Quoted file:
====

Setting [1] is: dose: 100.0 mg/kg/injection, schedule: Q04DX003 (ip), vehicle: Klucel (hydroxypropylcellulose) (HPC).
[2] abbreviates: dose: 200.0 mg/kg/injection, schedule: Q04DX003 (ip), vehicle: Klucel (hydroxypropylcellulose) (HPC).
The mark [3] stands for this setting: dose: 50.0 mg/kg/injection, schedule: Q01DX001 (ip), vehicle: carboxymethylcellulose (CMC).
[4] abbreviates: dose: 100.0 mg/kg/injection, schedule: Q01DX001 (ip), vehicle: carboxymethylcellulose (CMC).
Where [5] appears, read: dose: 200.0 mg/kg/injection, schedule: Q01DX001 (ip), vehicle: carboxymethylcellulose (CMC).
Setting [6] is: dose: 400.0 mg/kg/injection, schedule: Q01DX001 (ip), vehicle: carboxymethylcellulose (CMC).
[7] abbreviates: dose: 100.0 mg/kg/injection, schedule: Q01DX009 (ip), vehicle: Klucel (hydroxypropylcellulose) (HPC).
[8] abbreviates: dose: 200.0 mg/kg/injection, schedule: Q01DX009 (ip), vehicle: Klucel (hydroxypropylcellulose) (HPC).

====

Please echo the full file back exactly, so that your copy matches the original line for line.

Setting [1] is: dose: 100.0 mg/kg/injection, schedule: Q04DX003 (ip), vehicle: Klucel (hydroxypropylcellulose) (HPC).
[2] abbreviates: dose: 200.0 mg/kg/injection, schedule: Q04DX003 (ip), vehicle: Klucel (hydroxypropylcellulose) (HPC).
The mark [3] stands for this setting: dose: 50.0 mg/kg/injection, schedule: Q01DX001 (ip), vehicle: carboxymethylcellulose (CMC).
[4] abbreviates: dose: 100.0 mg/kg/injection, schedule: Q01DX001 (ip), vehicle: carboxymethylcellulose (CMC).
Where [5] appears, read: dose: 200.0 mg/kg/injection, schedule: Q01DX001 (ip), vehicle: carboxymethylcellulose (CMC).
Setting [6] is: dose: 400.0 mg/kg/injection, schedule: Q01DX001 (ip), vehicle: carboxymethylcellulose (CMC).
[7] abbreviates: dose: 100.0 mg/kg/injection, schedule: Q01DX009 (ip), vehicle: Klucel (hydroxypropylcellulose) (HPC).
[8] abbreviates: dose: 200.0 mg/kg/injection, schedule: Q01DX009 (ip), vehicle: Klucel (hydroxypropylcellulose) (HPC).